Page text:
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5 Things You Need to Know About Traveling With a Pet

Updated on April 6, 2011

Pets are official members of your family, and nothing can ruin a vacation like having to leave them behind. You’ll worry that they miss you, or if your pet sitter remembers to play their favourite game. You’ll wonder if the kennel is treating them nicely, and if they’ll forget about you.

Want to know how to avoid this pet-related anxiety? Take them with you! Here are five things every pet owner should know about traveling with their pet, from parylene coated microchips to jet lag to accommodation.



Losing a pet while you’re traveling is a million times worse than losing him in your hometown. He can’t run to his favourite hiding places, and when he wants to come home to you, he won’t know where to go!

Embedding an identifying microchip in your dog or cat is the best way to prevent pet loss or theft. Microchips are tiny—about the size of a large grain of rice—and are a permanent, unremovable means of identification. They’re coated in parylene, a conformal coating that’s biocompatible, non-toxic and impermeable. The parylene coating forms an irregular surface, which allows your pet’s tissue fibres to bond and grow around the microchip, holding it in place forever.



When traveling, you and your pet will meet all sorts of new people. Some will be animal lovers, others will not, so it’s important that you and your pet be on your best behaviour.

If you’re traveling by air, check with the airline for specific rules and guidelines on things like whether you are expected to hold your pet while the carrier is x-rayed, or if you have to leave security when your pet needs to relieve himself.

You should also bring treats or toys to relieve your pet’s anxiety, as well as pet waste bags and wipes in case of an “accident.” Always keep your pet on a short leash, and never leave them unattended.


Jet Lag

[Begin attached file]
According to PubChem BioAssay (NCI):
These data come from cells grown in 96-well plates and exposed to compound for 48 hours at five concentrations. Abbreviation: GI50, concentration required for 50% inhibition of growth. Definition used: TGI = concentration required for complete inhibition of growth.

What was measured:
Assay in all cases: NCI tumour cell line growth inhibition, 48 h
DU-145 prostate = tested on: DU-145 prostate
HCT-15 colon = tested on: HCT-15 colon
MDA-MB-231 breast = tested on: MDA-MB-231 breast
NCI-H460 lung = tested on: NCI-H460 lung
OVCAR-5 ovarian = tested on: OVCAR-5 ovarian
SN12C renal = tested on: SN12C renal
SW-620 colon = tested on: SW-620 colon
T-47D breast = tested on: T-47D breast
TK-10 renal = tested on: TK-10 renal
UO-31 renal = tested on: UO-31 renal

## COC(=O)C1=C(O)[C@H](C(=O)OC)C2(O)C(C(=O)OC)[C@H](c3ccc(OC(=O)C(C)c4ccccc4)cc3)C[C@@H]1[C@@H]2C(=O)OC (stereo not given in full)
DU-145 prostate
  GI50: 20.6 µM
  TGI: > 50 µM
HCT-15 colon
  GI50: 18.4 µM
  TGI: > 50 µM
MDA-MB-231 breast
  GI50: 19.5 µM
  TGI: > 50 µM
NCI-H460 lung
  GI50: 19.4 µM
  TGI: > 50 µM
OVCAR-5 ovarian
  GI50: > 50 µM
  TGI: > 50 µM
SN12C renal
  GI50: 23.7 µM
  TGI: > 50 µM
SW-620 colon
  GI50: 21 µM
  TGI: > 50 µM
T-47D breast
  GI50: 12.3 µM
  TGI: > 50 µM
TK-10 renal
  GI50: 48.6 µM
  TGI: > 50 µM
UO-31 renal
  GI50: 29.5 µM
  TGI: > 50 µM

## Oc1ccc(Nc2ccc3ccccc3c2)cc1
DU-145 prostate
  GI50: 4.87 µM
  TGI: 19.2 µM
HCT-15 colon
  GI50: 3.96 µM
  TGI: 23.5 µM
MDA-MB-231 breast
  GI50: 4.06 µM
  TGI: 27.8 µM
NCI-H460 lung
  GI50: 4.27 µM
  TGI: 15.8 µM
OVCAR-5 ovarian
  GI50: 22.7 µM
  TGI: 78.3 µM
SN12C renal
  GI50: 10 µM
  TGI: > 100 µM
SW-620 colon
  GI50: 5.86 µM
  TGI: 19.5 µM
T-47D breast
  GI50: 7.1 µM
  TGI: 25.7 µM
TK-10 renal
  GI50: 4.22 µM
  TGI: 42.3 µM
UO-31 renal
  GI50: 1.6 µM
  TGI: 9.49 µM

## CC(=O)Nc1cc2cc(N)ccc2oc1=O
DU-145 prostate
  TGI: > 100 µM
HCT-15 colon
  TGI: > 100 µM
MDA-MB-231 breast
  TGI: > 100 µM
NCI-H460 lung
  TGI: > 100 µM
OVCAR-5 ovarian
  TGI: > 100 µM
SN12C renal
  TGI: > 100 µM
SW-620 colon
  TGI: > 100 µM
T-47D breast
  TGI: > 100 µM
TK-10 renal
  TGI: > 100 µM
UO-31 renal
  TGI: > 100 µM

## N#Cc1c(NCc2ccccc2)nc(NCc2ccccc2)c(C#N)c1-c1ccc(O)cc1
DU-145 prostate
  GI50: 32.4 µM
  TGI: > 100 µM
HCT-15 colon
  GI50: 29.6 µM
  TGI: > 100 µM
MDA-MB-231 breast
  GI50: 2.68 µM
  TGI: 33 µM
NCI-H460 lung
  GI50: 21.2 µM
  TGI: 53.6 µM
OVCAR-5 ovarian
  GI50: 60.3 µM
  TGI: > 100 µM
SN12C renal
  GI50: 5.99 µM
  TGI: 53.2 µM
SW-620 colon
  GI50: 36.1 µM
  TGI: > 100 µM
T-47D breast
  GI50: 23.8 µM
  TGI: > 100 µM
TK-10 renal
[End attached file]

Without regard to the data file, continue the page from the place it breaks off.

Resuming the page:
Jet lag is as fun for pets as it is for people—almost all life on Earth follows a daily circadian rhythm, so they also become sluggish, disoriented and sleepy. The dependency on this rhythm changes with species, but all pets are affected on one level or another.

There are several things you can do to prevent symptoms, including making sure they’re fully rested beforehand and scheduling departure and arrival times that fit in with their daily habits. If your pet has a rigid sleeping pattern, you can also slowly adjust your their bedtime before you leave. Once your pet is in full jet-lag mode, make sure they get plenty of sun, water and exercise. These activities will also ease your own ill symptoms.



Once you’ve made the decision to travel with your pet, you have to make sure your pet will be welcome wherever you go. It can be tough to find a pet-friendly hotel, so make sure you research beforehand and book ahead. A Google search for pet-friendly hotels in your area should do the trick. Or, you can go to a site like Travelocity to search pet-friendly hotels and whatever other amenities you may need.  

Try to look for hotels with dedicated pet services, like day care, food services and group activities.



This one’s simple—pets, like people, need the comforts of home. Be sure to pack their favourite toys, brushes, bowls, blankets and other items!


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